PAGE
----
developer mentioned in the previous part is concentrated.
The working solution is prepared directly before
development. The concentrated solution is dissolved
in ratio 15/400 that means 15 ml of the concentrated
developer is taken for each 400 ml of the working
solution. Pour 15 ml of the developer into the graduated
cylinder, then pour it into the retort and dissolve
with distilled water to 400 ml. Mix it thoroughly
and let it stabilize for not less than 5 minutes
or heterogeneity of the solution will influence
on a quality of a hologram. At dissolving you may
regulate temperature of the developer. It should
be 18-19oC. Temperature of the fixer
should be the same.
Prepare 6 trays of the corresponding size. The first
tray is for the developer, the second one is for
the fixer. Switch the white light off and switch
the light green light on. The photoplate is not
sensitive to it. Take the exposed photoplate out
of the box carefully, put it in the developer with
its emulsion layer upwards (!) and start your stop-watch.
Put the third empty tray on the tray with the photoplate.
It stabilizes the temperature and prevents accidental
exposure of the photoplate. Rock the tray several
times a minute. Development time of a hologram in
GP-2 is 15 minutes and it is 5 minutes in GP-3 developer.
It is possible to use both developers, but it seems,
it is better to use GP-3 developer for the last
batches of PFG-03m.
After development pour out the developer. (It cannot
be used for the second time because it exhausts
during work.) Move the photoplate into the washing
tray for 1 - 2 minutes. Touch only edges of the
photoplate! The gelatin layer swells in water and
becomes very soft. The lightest touch of your fingers
may cause ineradicable damage and even separation
of the layer from the glass substrate.
After washing move the plate into the fixer for
1 minute and rock it each 5 - 10 seconds. After
fixing has been over you may switch the white light
on and wash the photoplate during 10 minutes.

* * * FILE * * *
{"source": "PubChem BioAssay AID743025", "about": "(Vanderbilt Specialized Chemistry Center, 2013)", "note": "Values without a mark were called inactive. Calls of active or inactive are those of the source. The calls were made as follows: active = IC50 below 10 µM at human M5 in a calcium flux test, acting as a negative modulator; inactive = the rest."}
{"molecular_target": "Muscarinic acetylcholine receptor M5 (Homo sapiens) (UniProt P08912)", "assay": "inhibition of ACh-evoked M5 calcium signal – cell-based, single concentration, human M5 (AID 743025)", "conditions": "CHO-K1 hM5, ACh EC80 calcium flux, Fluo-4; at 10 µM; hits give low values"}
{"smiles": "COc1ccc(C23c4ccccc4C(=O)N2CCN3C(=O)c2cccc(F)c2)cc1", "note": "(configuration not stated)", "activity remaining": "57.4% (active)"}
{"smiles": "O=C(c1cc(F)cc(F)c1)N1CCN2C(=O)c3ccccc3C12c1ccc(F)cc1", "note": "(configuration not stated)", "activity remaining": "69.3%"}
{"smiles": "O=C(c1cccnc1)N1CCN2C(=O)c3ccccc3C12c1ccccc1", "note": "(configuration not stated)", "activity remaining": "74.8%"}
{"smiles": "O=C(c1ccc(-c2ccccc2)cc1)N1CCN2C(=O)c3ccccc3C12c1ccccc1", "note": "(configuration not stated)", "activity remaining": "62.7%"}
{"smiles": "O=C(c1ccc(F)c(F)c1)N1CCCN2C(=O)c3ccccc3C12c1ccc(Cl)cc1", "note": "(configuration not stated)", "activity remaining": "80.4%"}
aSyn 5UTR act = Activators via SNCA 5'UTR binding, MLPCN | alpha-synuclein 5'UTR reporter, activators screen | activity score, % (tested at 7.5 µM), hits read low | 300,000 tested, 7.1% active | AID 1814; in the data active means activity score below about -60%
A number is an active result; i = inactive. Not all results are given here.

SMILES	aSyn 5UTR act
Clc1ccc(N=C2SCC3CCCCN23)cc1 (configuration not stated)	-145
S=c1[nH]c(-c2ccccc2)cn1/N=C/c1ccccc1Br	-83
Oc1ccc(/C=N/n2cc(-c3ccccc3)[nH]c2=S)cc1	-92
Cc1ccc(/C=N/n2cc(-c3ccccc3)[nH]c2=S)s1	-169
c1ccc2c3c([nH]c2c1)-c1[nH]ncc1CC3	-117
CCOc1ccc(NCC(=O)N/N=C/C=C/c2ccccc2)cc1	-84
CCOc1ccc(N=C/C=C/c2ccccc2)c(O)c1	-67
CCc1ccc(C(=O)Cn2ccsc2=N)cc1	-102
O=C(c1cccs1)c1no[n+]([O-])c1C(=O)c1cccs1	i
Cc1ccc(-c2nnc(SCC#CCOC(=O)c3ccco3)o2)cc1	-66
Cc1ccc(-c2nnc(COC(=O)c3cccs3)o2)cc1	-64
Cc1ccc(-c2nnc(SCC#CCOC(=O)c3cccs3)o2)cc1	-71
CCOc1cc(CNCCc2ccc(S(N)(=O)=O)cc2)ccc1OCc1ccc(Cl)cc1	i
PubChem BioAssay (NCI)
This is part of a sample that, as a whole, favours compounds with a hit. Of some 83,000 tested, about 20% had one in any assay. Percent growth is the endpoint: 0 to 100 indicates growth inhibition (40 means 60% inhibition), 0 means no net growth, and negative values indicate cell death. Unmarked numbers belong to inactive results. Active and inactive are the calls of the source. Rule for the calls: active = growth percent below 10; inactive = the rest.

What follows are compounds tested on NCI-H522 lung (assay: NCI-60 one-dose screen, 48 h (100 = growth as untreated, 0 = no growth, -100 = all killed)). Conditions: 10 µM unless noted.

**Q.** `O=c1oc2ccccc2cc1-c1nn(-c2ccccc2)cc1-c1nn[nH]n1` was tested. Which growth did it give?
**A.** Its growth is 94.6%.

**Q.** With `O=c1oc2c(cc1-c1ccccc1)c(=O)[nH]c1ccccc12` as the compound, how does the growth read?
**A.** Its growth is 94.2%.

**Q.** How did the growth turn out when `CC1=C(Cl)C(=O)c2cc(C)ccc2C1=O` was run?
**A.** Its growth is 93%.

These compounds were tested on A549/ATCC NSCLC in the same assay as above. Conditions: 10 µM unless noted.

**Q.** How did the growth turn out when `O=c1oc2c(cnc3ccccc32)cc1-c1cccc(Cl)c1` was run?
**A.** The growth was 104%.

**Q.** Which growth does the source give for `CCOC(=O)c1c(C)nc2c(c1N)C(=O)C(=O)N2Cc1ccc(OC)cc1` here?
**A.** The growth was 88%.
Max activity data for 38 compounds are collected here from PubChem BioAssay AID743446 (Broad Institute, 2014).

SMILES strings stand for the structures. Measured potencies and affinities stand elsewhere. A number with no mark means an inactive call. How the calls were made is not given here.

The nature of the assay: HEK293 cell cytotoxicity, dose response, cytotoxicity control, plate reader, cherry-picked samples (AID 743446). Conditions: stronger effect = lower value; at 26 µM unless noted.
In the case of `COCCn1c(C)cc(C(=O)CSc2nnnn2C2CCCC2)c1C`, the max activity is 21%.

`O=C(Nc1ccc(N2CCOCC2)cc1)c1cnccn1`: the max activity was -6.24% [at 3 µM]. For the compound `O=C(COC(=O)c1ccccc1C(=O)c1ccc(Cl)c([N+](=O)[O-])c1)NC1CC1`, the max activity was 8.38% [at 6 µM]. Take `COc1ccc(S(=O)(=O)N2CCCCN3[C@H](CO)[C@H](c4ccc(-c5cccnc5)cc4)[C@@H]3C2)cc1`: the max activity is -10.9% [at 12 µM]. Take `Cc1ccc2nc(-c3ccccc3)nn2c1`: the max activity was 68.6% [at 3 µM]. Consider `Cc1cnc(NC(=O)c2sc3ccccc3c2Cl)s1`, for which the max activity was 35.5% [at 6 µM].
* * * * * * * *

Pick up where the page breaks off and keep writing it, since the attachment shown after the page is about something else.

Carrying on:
While the hologram is being washed you may examine
quality of its chemical processing looking at the
emulsion layer color on the exposed and unexposed
areas. The exposed areas of the hologram should
be transparent and be light brown (see photo). Such a color
of the emulsion is indication of fine-grain development,
which was conducted correctly. If the hologram is
absolutely transparent or it is dark brown development
is not successful. Probably, concentration of the
developer is not correct.
areas of the hologram (under the piece of paper
covering the front edge of the photoplate, e.g.)
must be opaque and grey-green. There were no exposed
microcrystals of silver bromide with the latent
image centres formed on their surface. They define
selectivity of the physical developer performance.
As a result during developing silver atoms deposit
spontaneously from the solution on casual microcrystals
of silver bromide and development has chaotic unselective
Therefore you should not wonder that a hologram
looks opposite in comparison with usual photoplates:
its exposed area is more transparent. This circumstance
shows a specific nature of physical development.
The emulsion color of the unexposed areas is very
important for examination of the photoplate quality.
If it is grey-green, the emulsion is fresh and its
fog is not substantial. If the unexposed areas are
dark grey or even black the fog has intensified
and selective development of even unexposed crystals
is happening. It means that the photoplates begin
to age and they must be turned into holograms as
soon as possible. At first the fog appears on the
edges of the photoplate and gradually reaches to
the centre. This process is quite slow, nevertheless,
it is necessary to check the photoplates periodically
to control their condition.-->